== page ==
Etymology
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alot (n.)

a misdivision of a lot (see lot (n.)), in which sense it begins to turn up in print transcripts c. 1960. It also can be an alternative spelling of allot.

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opsigamy (n.)

"marriage late in life," 1824, from Greek opse "late" (related to opiso "backward," opisthen "behind," from opi, a variant of epi "on it, at it;" see epi-) + -gamy "marriage."

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Deo volente 

1767, Latin, "God willing," that is, "if nothing prevents it, if it is meant to be," a sort of verbal knock on wood, from ablative of Deus "God" (see Zeus) + ablative of volentem, present participle of velle "to wish, will" (see will (v.)). Often abbreviated D.V.

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sea-anemone (n.)

by 1742; see sea + anemone. Another name for it was sea-pudding (1750).

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retardance (n.)

1550s, "slowness, a making slower, retardation," from French retardance, from retarder (see retard (v.)). It seems to persist in reference to resistance to fire, in which sense it dates from 1921. Related: Retardancy.

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dewpoint (n.)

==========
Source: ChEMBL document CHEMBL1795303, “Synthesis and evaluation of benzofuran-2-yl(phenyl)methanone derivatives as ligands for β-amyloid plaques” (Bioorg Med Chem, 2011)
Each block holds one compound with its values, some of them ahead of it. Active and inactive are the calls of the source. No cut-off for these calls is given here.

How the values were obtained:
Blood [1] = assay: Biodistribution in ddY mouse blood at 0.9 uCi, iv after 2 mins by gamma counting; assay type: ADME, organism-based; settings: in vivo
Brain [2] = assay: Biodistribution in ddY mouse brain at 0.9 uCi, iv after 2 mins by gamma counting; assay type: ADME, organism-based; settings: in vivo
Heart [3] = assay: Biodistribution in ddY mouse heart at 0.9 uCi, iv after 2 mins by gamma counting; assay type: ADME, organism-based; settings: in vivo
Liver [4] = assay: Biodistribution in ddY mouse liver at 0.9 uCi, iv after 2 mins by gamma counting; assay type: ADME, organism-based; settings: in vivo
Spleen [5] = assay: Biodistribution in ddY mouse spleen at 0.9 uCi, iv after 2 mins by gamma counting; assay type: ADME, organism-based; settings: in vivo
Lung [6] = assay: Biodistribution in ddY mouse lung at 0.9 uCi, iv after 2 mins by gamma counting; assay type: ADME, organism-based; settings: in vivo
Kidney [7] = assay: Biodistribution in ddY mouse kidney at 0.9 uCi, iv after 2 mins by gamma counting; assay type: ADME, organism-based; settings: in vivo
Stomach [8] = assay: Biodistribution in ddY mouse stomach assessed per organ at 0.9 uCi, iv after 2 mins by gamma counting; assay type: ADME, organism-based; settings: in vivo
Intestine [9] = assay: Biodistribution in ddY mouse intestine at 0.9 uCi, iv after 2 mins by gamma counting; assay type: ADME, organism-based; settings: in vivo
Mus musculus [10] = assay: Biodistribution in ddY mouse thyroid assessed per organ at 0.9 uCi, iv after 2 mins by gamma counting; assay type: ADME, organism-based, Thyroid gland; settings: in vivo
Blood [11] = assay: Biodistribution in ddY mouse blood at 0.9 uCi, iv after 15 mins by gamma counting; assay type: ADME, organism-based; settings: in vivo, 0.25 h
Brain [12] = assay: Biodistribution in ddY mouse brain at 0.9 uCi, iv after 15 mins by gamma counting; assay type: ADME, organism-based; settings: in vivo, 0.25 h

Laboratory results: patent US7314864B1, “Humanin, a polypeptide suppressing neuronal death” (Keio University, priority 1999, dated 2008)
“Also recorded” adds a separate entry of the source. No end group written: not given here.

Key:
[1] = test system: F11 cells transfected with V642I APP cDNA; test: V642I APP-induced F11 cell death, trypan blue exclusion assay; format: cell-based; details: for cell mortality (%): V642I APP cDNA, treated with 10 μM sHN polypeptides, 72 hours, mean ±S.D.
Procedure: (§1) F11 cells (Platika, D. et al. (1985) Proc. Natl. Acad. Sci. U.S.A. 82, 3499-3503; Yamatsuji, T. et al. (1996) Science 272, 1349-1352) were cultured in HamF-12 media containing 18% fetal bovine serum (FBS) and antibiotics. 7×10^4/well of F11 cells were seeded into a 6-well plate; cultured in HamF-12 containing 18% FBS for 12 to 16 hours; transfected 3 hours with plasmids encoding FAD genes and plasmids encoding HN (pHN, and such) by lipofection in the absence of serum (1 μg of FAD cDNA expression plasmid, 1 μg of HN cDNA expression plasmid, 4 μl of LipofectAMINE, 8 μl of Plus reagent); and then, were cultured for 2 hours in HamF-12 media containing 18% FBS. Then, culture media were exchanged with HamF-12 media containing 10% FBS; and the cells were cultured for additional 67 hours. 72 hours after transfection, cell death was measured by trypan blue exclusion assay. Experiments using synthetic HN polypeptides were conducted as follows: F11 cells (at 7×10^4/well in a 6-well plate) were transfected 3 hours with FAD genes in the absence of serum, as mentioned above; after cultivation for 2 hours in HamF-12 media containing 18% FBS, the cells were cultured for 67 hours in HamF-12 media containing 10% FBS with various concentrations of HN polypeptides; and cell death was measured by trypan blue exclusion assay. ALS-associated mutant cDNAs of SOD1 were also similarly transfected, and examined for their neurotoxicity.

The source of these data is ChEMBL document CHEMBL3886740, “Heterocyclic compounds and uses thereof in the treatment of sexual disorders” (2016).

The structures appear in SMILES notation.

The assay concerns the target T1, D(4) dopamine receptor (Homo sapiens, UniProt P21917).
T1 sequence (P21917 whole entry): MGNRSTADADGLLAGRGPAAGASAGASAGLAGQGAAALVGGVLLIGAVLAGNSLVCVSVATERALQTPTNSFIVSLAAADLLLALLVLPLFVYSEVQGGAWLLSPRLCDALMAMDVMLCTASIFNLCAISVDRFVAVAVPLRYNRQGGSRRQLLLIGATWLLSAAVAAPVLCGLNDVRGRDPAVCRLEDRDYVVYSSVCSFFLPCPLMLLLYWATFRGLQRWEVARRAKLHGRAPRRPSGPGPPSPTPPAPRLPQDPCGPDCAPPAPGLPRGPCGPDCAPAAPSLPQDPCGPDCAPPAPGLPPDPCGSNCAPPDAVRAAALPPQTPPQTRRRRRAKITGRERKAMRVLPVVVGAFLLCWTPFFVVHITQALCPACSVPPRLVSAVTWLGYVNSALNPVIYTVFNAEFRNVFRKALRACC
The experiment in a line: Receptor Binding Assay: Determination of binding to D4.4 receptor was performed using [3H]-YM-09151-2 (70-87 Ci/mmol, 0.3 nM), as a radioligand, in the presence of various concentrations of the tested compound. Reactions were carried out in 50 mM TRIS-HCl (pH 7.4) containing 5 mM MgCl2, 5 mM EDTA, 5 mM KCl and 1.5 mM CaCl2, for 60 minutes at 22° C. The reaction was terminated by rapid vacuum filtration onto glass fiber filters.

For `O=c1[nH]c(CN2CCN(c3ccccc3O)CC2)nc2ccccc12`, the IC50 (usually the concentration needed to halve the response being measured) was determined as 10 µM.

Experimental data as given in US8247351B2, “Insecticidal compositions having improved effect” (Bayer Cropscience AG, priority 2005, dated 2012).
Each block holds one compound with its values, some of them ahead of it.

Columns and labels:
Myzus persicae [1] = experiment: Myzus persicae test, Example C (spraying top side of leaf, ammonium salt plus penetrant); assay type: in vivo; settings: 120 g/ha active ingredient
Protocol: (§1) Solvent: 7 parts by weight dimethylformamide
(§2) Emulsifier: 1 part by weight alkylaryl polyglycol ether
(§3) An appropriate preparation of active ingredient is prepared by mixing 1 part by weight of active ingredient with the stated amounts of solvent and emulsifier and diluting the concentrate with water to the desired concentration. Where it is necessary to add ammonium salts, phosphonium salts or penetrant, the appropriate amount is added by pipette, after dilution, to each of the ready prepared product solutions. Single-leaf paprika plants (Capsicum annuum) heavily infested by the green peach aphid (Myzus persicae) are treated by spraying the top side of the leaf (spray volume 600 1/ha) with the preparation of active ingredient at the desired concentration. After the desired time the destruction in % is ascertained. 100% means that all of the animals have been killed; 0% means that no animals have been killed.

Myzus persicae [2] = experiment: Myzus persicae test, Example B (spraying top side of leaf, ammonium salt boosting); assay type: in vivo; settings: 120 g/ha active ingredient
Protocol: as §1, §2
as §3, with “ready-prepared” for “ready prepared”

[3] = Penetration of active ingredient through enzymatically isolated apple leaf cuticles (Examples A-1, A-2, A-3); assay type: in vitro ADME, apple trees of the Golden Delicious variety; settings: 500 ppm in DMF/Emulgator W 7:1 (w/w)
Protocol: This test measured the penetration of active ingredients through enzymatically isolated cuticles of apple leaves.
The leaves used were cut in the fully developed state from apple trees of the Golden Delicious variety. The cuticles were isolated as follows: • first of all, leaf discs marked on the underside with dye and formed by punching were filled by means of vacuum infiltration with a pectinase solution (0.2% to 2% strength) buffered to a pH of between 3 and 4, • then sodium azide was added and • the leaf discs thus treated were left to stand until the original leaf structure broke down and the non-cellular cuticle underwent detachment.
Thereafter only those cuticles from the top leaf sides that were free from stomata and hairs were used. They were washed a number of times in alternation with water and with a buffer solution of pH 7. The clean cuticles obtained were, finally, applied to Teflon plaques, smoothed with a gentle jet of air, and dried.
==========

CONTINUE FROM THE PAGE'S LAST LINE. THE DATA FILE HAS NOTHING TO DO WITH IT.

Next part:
"thermometer temperature when dew begins to be deposited," hence "that temperature of air at which the moisture present in it just saturates it," 1833; see dew + point (n.).

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experto crede 

Latin, "take it from one who knows" ("Aeneid," xi.283); dative singular of expertus (see expert (adj.)) + imperative singular of credere "to believe" (see credo).

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deplane (v.)

"to leave an airplane after it lands," 1923; see de- + plane (n.2). Related: Deplaning.

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bordel (n.)

c. 1300, "brothel," from Old French bordel (see bordello, which has replaced it).

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viz. 

1530s, abbreviation of videlicet "that is to say, to wit, namely" (mid-15c.), from Latin videlicet, contraction of videre licet "it is permissible to see," from videre "to see" (see vision) + licet "it is allowed," third person singular present indicative of licere "be allowed" (see licence). The -z- is not a letter, but originally a twirl, representing the usual Medieval Latin shorthand symbol for the ending -et. "In reading aloud usually rendered by 'namely.' " [OED]

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